Panasonic Holdings will roll out “power-generating glass” by 2028 under plans announced Thursday, with thin layers of efficient perovskite solar cells incorporated into panes that remain transparent enough to use as windows.
The module features a conversion efficiency of 17.9%—the world’s second-highest for a perovskite cell larger than 800 sq. centimeters, beaten out recently by the 18.6% of China’s UtmoLight.
The Japanese company launched a test project Thursday, installing the glass on the balcony of a model house in its smart-town project in Kanagawa prefecture.
“We’ll use its globally top-class efficiency as a selling point,” said a representative involved in developing the cells. “Any place in the world where glass is used is a potential market, like office windows and shopping arcade skylights.”
Panasonic, which began developing the cells in 2014, aims to build the business into one worth tens of billions of yen, or hundreds of millions of dollars.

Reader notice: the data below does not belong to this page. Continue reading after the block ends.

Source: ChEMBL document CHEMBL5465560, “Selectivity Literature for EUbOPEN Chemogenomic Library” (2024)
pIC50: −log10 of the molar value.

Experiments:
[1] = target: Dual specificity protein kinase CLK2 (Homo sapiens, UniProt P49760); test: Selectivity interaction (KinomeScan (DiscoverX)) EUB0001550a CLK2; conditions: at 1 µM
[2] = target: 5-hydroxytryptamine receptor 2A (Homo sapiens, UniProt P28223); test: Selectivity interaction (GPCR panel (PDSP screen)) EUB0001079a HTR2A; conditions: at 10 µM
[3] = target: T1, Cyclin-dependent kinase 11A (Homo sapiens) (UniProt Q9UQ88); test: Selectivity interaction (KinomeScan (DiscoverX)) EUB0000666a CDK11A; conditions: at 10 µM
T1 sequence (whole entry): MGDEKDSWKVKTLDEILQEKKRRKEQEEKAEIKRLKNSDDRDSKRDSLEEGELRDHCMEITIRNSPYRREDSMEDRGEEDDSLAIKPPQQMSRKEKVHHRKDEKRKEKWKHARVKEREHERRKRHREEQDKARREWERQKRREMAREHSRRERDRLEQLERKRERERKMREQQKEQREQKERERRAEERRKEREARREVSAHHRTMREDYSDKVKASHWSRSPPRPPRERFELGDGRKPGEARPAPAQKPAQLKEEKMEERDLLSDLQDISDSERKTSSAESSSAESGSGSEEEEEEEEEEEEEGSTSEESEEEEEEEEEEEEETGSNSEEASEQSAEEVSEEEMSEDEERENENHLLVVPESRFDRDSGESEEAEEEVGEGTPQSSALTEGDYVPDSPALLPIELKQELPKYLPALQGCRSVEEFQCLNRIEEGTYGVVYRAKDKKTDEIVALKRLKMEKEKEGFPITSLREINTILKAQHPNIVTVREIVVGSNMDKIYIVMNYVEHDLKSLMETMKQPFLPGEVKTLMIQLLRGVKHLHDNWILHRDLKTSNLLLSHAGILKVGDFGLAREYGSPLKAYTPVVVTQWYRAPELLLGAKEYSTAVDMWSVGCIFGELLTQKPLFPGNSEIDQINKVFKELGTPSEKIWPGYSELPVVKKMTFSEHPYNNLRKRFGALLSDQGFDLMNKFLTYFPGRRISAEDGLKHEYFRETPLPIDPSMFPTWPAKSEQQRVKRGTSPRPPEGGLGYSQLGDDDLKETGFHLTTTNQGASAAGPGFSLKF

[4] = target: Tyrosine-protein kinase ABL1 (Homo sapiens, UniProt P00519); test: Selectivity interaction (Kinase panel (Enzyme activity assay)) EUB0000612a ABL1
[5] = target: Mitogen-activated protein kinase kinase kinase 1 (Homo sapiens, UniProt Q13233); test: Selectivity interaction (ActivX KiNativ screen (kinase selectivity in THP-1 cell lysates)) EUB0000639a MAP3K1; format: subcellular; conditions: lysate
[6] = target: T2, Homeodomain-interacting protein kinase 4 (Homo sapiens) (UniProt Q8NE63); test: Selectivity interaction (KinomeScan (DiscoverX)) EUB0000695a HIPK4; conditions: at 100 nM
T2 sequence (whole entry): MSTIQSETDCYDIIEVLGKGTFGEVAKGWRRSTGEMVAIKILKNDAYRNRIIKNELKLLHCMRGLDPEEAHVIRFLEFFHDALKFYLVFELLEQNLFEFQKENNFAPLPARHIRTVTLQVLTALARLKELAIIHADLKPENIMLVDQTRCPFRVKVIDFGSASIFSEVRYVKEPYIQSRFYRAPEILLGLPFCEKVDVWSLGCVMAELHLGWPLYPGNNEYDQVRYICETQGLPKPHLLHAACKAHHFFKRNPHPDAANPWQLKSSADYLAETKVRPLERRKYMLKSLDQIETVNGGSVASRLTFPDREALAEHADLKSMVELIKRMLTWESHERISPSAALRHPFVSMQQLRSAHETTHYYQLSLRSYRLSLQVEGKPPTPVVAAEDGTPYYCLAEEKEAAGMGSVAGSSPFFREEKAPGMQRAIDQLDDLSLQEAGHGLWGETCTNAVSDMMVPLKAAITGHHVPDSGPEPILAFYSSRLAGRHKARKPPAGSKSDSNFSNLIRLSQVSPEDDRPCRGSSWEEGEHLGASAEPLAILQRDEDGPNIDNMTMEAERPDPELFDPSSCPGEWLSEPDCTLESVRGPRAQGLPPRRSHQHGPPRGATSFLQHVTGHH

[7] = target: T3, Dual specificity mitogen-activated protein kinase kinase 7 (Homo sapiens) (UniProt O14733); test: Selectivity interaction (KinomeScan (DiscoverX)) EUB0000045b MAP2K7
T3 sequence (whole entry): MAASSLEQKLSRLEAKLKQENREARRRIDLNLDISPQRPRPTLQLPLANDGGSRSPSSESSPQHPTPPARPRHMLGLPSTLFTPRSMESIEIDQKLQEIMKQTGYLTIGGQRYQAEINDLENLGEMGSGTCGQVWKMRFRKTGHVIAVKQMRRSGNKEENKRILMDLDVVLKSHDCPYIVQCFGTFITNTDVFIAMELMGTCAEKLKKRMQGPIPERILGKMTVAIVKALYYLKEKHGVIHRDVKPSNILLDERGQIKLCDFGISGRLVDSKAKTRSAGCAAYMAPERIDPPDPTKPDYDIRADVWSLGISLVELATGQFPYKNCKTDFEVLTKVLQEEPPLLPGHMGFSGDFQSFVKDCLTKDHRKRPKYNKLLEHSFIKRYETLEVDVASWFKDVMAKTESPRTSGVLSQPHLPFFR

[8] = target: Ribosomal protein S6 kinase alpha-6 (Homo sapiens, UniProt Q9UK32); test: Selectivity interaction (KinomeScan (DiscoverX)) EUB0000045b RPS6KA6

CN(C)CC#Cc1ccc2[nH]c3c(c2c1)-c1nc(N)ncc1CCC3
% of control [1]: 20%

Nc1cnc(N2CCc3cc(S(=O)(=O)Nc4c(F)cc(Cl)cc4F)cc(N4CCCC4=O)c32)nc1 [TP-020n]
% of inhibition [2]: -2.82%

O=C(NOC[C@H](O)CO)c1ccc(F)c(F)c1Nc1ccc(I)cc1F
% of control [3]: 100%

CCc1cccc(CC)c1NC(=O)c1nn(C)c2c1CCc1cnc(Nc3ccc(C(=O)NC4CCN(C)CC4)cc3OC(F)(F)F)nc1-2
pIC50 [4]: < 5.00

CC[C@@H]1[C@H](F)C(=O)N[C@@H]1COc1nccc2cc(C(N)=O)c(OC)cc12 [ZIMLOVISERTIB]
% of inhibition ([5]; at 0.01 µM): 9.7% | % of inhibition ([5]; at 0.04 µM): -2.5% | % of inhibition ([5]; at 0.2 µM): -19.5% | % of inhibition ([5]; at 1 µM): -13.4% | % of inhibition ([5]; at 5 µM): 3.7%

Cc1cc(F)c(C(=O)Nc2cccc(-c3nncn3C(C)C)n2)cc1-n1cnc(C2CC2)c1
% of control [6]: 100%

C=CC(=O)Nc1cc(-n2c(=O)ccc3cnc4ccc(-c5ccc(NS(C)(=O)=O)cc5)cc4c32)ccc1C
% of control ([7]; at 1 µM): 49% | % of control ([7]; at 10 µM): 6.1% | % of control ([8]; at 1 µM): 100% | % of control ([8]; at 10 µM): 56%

The cells combine the flexibility of perovskite inkjet printing technology from Panasonic that allows the material to be deposited evenly on a glass surface. A layer of perovskite less than 1 micron thick is sandwiched between two sheets of glass.
Because perovskite cells are nearly black in color, applying the material to glass makes it harder to see through and lets in less light. Panasonic’s test uses a horizontal stripe pattern of perovskite that leaves about half the glass transparent, enabling it to generate energy while ensuring that it can still be used as a window. The proportions can be changed, depending on where the glass is installed.
Going forward, Panasonic will consider details of the business model, such as whether to work with group companies to sell the cells as a building material or to take orders from materials suppliers to apply the perovskite to glass. It will also work to improve the durability of the perovskite.